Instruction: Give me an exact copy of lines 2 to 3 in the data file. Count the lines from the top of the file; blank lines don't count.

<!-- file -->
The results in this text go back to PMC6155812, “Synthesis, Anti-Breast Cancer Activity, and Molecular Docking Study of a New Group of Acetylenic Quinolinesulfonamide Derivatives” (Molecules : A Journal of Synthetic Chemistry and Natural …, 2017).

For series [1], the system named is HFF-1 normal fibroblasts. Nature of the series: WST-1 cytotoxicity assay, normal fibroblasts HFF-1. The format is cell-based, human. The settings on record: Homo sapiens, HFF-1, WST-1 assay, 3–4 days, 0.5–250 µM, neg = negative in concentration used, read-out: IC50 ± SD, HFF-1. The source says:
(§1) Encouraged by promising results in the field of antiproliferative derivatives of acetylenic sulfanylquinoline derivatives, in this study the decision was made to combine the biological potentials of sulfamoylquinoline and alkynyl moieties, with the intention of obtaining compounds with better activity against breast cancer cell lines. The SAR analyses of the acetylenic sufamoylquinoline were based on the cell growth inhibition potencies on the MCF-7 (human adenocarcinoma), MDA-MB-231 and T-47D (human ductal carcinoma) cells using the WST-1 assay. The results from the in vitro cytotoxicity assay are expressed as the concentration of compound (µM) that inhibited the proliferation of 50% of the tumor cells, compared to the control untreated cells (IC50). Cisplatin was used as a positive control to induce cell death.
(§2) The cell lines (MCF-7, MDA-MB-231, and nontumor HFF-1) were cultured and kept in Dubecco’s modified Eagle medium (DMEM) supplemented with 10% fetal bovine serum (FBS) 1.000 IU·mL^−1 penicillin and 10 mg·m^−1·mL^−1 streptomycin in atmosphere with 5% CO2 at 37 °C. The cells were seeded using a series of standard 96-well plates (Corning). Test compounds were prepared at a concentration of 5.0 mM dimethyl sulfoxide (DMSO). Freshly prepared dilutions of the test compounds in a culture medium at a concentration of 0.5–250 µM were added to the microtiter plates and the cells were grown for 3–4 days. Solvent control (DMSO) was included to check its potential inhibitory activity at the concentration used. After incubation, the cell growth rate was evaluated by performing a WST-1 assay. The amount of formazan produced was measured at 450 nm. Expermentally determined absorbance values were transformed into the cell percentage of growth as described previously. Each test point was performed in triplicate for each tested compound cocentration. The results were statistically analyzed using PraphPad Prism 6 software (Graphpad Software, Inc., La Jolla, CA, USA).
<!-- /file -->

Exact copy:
For series [1], the system named is HFF-1 normal fibroblasts. Nature of the series: WST-1 cytotoxicity assay, normal fibroblasts HFF-1. The format is cell-based, human. The settings on record: Homo sapiens, HFF-1, WST-1 assay, 3–4 days, 0.5–250 µM, neg = negative in concentration used, read-out: IC50 ± SD, HFF-1. The source says:
(§1) Encouraged by promising results in the field of antiproliferative derivatives of acetylenic sulfanylquinoline derivatives, in this study the decision was made to combine the biological potentials of sulfamoylquinoline and alkynyl moieties, with the intention of obtaining compounds with better activity against breast cancer cell lines. The SAR analyses of the acetylenic sufamoylquinoline were based on the cell growth inhibition potencies on the MCF-7 (human adenocarcinoma), MDA-MB-231 and T-47D (human ductal carcinoma) cells using the WST-1 assay. The results from the in vitro cytotoxicity assay are expressed as the concentration of compound (µM) that inhibited the proliferation of 50% of the tumor cells, compared to the control untreated cells (IC50). Cisplatin was used as a positive control to induce cell death.